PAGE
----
Can serum levels of alkaline phosphatase and phosphate predict cardiovascular diseases and total mortality in individuals with preserved renal function? A systemic review and meta-analysis

  • J.-W. L
  • C. X
  • Y. F
  • et al.
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Abstract

Background: It is demonstrated that elevated serum levels of alkaline phosphatase (ALP) and phosphate indicate a higher risks of cardiovascular disease (CVD) and total mortality in population with chronic kidney disease (CKD), but it remains unclear whether this association exists in people with normal or preserved renal function. Method: Clinical trials were searched from Embase and PubMed from inception to 2013 December using the keywords "ALP", "phosphate", "CVD", "mortality" and so on, and finally 24 trials with a total of 147634 patients were included in this study. Dose-response and semi-parametric meta-analyses were performed. Results: A linear association of serum levels of ALP and phosphate with risks of coronary heart disease (CHD) events, CVD events and deaths was identified. The relative risk(RR)of ALP for CVD deaths was 1.02 (95% confidence interval [CI], 1.01-1.04). The RR of phosphate for CVD deaths and events was 1.05 (95% CI, 1.02-1.09) and 1.04 (95% CI: 1.03-1.06), respectively. A non-linear association of ALP and phosphate with total mortality was identified. Compared with the reference category of ALP and phosphate, the pooled RR of ALP for total mortality was 1.57 (95% CI, 1.27-1.95) for the high ALP group, while the RR of phosphate for total mortality was 1.33 (95% CI, 1.21-1.46) for the high phosphate group. It was observed in subgroup analysis that higher levels of serum ALP and phosphate seemed to indicate a higher mortality rate in diabetic patients and those having previous CVD. The higher total mortality rate was more obvious in the men and Asians with high ALP. Conclusion: A non-linear relationship exists between serum levels of ALP and phosphate and risk of total mortality. There appears to be a positive association of serum levels of ALP/phosphate with total mortality in people with normal or preserved renal function, while the relationship between ALP and CVD is still ambiguous. © 2014 Li et al.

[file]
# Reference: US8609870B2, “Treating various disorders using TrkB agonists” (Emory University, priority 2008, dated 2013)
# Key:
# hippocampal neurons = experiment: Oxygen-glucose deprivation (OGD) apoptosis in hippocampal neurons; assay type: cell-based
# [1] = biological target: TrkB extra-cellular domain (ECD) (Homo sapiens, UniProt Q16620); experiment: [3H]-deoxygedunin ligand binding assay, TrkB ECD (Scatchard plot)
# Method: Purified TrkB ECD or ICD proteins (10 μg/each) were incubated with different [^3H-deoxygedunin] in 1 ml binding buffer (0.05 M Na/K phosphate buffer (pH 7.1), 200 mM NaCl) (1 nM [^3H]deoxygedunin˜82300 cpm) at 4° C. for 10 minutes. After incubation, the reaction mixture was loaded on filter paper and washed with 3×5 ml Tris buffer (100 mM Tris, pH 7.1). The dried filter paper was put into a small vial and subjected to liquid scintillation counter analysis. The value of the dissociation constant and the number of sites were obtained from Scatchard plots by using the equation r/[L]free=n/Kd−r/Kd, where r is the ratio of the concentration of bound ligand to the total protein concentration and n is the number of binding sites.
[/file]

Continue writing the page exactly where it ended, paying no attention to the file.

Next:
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J.-W., L., C., X., Y., F., Y., W., & Y.-B., X. (2014). Can serum levels of alkaline phosphatase and phosphate predict cardiovascular diseases and total mortality in individuals with preserved renal function? A systemic review and meta-analysis. PLoS ONE, 9(7). https://doi.org/10.1371/journal.pone.0102276

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